Paradise Taxes

Have you ever wondered why food and beverages always cost more at the movie theaters or a concert or a sporting event? One of my fellow teachers here commented on the extremely high price of restaurants in one of Thailand’s Andaman coast islands (it wasn’t Phuket) because the island had no cars or motorcycles. The food was expensive there for the exact same reason. The same is true of the expensive nature of life in Hawaii. Logistics is a peril for people and the main cause of such paradise taxes.

Any time you restrict entry into a place, you increase the prices on that place. Exclusivity drives out competition (often intentionally) and therefore without competition prices are high for everything. One lowers prices by increasing access. It is for this reason that any company or individual that wishes to profit from commodifying something will automatically seek to erect barriers to entry to prevent future competitors from lowering profits in order to get their own share of a market. In the absence of competition, convenience is very expensive.

Often, as I have mentioned, this is done intentionally. Islands are fairly easy places to restrict access. Airports, docks, and bridges are all easy places to assess tolls and to restrict entry. The people who live and vacation on such islands may like a sense of exclusivity, and those who are economically illiterate among them may not realize the prices of such exclusivity when it comes to their own supplies. Paradise always has its price. The more remote or exclusive a place is, the fewer services are in competition, and the more expensive they tend to be, since you don’t have other options. And if you want good prices, you need other options.

So often in this life our desires and wants are at cross-purposes. Seldom is this more often the case than when it comes to our search for paradise or for entertainment. Those places and venues that are in high demand are also more expensive. Those places that are less expensive are also less exclusive and more accessible to others. Most people are not prone in thinking in terms of supply and demand curves, but a great deal of life’s more unpleasant aspects are highly based on such matters, whether it refers to understanding the supply and demand for bookish young men in the dating pool, or the supply and demand of locations for the Feast of Tabernacles.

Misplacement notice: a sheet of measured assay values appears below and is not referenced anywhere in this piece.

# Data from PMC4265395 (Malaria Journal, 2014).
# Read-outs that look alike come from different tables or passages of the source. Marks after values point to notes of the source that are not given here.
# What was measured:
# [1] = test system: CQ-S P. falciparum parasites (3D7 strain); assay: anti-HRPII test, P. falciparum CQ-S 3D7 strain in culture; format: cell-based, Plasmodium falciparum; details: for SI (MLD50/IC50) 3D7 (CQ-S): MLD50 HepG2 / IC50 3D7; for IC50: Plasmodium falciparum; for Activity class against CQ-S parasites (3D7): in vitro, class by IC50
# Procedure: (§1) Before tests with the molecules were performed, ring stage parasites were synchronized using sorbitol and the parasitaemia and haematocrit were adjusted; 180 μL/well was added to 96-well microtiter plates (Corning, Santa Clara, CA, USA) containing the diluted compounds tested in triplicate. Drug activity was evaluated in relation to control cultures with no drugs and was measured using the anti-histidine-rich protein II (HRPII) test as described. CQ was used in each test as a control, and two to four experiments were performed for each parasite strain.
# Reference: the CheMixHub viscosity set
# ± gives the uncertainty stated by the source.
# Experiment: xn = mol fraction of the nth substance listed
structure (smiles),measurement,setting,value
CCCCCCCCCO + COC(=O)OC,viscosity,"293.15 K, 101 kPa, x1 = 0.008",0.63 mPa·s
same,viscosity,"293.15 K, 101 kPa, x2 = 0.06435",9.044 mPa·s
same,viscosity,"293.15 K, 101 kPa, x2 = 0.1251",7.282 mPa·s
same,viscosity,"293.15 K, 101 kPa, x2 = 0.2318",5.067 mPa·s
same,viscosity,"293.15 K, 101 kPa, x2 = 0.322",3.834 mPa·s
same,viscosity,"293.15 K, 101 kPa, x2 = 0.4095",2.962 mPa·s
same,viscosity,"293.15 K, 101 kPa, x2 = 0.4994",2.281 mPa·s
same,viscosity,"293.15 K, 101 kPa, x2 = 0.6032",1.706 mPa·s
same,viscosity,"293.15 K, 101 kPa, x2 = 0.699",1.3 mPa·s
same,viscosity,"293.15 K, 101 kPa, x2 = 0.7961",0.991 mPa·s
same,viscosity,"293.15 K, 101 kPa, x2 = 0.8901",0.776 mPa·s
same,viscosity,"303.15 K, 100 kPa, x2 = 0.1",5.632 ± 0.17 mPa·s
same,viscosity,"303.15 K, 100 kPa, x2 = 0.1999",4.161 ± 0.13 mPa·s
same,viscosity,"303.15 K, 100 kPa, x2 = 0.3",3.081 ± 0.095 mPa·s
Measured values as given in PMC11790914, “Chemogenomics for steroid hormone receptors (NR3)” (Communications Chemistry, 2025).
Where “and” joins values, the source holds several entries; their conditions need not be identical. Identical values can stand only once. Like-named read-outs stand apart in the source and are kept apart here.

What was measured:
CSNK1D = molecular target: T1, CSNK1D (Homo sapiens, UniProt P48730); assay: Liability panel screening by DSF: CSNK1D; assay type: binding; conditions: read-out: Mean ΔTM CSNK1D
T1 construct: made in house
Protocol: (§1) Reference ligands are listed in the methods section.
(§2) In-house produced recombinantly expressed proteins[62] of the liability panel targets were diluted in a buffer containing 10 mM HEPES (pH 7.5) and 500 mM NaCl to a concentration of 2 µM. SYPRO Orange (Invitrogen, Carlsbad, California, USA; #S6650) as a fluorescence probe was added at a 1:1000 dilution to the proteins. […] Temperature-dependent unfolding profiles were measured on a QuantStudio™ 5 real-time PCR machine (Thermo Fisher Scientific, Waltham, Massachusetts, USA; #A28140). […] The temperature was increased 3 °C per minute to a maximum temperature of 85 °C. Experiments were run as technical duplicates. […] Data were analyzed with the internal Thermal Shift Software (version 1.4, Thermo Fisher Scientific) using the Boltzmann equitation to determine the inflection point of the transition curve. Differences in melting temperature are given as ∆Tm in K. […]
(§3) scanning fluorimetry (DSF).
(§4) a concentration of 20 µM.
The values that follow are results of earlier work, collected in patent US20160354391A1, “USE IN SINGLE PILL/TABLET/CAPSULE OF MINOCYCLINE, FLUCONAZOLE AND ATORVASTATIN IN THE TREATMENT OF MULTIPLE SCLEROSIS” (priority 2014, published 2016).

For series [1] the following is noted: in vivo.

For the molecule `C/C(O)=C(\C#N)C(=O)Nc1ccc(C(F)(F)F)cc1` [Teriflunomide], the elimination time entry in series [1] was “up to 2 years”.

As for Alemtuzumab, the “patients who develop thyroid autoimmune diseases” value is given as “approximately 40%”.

The reason I bring up the subject at all is that supply and demand affect us in ways that bring daily irritation to us. For example, twice this week my students have had to walk back from the farm because of logistics foulups. There are two trucks but only one truck driver, and there are two (fairly distant) farm locations where farm work is being done, and so it is not often easy for the truck to pick up students from the farm in a timely manner so that they can get to lunch and then afternoon classes at 1PM on time.

Logistics often forces us to focus on a variety of issues at the same time. If we get caught up in our activities and lose track of time we can create major problems for others. Sound logistical management requires a great deal of attention being paid to resources and their use, and if it doesn’t require a huge amount of paperwork, it requires more attention and focus than is often available for people to provide to such mundane matters. And as is so often the case, our desire for control often inhibits our ability to do as much as possible efficiently and effectively. Everything has a price, after all. There are always tradeoffs in life, since we are beings with limited resources and limited focus and energy.

About nathanalbright

I'm a person with diverse interests who loves to read. If you want to know something about me, just ask.
This entry was posted in Musings and tagged , , , . Bookmark the permalink.

1 Response to Paradise Taxes

  1. Pingback: Book Review: Servers’ Manifesto | Edge Induced Cohesion

Leave a Reply

Fill in your details below or click an icon to log in: Logo

You are commenting using your account. Log Out /  Change )

Google photo

You are commenting using your Google account. Log Out /  Change )

Twitter picture

You are commenting using your Twitter account. Log Out /  Change )

Facebook photo

You are commenting using your Facebook account. Log Out /  Change )

Connecting to %s